skip to content

Rules for the human zoo: Nietzsche’s perfect society

6:00pm-7:00pm on Thursday 14 March

Times shown are in GMT (UTC +0) up to the 26th March. For events on or after 27th March times are in BST (UTC +1).

Alison Richard Building, Alison Richard Building,SG1 7 West Road, CB3 9DP

This will be an interactive 60-minute seminar involving a short (c. 15-minute) presentation and lengthy ensuing discussion. Suitable for anyone older than 15.

Most people consider Nietzsche an apolitical thinker. His concern, they believe, is with culture, not the state, and with the great individual leading an authentic, self-determined life far removed from society. The aim of my lecture is to revise this perception and to present Nietzsche as a philosopher almost obsessively preoccupied with social issues: the creation and maintenance of community values, education, class differences and distinctions, strife and revolution as well as authority and order. His conception of human greatness, in fact, is diametrically opposed to the liberal ideal of the emancipated, autonomous individual. Greatness, for Nietzsche, is a collective endeavour, requiring discipline and coercion, not self-realization free from constraint. Nietzsche’s perfect society is one in which liberal notions such as individual rights, autonomy and dignity have been discarded as figments of the Christian imagination, along with democratic notions such as equality and justice. It is a rigidly stratified, aristocratic society, based on new “orders of rank”. At first sight, Nietzsche’s socio-political vision seems so completely at odds with our contemporary Western ideas and institutions that one is tempted to brush it aside as irrelevant. I will argue, however, that precisely because of its stark otherness, it provides a meaningful challenge to some of our most deeply held liberal-democratic beliefs.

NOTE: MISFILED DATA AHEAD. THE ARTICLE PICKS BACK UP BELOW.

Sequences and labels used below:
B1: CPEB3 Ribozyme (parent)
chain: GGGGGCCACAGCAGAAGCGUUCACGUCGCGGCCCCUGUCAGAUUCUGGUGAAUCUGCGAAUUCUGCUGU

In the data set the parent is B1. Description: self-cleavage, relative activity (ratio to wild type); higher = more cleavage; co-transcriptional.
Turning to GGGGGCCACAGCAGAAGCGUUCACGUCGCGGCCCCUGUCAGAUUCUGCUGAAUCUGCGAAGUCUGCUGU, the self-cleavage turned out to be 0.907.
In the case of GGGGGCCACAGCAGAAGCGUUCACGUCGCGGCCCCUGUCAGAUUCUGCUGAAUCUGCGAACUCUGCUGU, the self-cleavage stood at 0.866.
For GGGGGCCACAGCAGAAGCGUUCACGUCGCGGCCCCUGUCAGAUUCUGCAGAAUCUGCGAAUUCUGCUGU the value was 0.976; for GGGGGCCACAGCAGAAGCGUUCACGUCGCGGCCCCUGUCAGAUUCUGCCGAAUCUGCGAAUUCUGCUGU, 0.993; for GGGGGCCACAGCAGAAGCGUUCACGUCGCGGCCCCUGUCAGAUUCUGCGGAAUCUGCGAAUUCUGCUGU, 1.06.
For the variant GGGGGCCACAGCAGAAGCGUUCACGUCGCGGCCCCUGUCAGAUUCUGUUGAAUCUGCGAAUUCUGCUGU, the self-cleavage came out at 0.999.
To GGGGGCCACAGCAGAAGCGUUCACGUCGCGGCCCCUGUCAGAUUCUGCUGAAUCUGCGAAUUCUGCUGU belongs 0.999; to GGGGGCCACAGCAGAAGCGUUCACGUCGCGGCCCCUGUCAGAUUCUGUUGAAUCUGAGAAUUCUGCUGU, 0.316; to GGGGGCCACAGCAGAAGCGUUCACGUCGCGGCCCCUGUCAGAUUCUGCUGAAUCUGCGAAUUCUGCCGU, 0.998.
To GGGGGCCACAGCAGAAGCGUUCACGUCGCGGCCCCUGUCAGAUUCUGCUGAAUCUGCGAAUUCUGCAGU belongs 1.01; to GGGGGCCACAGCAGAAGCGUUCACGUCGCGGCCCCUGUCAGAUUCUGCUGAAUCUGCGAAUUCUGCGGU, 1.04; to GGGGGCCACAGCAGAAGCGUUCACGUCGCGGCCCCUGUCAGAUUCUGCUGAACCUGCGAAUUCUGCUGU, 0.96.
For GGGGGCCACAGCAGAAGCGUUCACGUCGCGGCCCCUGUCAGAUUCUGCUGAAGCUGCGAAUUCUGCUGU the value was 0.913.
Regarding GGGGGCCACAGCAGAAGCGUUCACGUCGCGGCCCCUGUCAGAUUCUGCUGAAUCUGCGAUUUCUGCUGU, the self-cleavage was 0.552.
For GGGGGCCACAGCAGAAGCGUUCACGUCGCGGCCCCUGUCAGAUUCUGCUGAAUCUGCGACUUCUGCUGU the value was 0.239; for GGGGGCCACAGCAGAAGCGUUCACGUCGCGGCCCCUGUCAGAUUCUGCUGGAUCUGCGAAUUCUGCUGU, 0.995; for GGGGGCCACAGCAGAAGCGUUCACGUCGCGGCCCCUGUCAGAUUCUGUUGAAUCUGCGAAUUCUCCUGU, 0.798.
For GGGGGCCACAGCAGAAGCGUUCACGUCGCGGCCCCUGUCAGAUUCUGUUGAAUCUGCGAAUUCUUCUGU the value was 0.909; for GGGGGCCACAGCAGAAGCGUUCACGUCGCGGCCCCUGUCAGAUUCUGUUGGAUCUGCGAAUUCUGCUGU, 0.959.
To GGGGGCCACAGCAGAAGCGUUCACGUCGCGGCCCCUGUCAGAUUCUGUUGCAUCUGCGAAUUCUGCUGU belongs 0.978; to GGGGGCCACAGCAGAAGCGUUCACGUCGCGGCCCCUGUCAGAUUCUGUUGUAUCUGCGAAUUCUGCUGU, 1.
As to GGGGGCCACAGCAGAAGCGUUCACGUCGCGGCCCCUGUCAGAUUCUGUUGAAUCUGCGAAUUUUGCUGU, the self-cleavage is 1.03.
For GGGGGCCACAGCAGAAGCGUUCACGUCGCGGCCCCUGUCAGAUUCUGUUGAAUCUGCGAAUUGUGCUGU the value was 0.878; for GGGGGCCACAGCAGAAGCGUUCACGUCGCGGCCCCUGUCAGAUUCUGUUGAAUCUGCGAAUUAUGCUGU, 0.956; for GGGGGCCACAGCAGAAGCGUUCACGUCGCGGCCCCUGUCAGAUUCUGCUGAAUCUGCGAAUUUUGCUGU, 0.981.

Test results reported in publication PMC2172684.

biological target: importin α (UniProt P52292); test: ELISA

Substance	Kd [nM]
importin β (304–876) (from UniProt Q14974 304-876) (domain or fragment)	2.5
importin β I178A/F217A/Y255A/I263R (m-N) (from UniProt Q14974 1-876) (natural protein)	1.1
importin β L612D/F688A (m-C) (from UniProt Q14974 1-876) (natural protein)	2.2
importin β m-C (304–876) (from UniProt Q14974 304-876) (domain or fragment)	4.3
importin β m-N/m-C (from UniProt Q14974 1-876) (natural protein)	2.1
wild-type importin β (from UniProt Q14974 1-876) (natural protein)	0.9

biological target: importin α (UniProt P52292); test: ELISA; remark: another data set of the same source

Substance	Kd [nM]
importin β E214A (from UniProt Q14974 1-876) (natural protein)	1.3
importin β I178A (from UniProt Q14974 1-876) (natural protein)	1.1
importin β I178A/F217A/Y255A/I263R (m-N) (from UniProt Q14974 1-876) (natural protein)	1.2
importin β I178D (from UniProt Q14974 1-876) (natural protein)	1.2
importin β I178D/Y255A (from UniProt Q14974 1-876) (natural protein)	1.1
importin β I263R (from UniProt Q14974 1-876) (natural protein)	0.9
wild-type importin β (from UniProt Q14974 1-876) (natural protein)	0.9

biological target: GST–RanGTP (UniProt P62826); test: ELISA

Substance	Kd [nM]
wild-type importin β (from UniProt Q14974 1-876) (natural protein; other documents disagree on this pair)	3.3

Martin A. Ruehl teaches German Intellectual History at the University of Cambridge. His research concentrates on the ideas and ideologies that shaped German society in the period between Bismarck and Hitler, in particular the philosophy of Friedrich Nietzsche and its reception since the 1890s. He has published books and articles on Nietzsche, Burckhardt and Thomas Mann. His monograph The Italian Renaissance and the German Historical Imagination, 1860-1930 (Cambridge 2015) was shortlisted for the Gladstone History Book Prize of the Royal Historical Society. In 2017, he was awarded the Pilkington Prize for Teaching Excellence.

Booking/Registration is: RECOMMENDED

Additional Information

Age: Young Adults 12 – 18, Adults
Format: Other
Timing: In person
Cost: Free
Theme: Society
Accessibility: Full access
Image copyright: Wikimedia Commons

You might also like...

Read more at: Precious cells

Precious cells

10:00am-6:00pm daily from Wednesday 13 March until Wednesday 20 March
In person
Young Adults 12 – 18

The Precious Cells exhibition delves into the artistic, sociological and linguistic aspects of biological research using human tissues, including...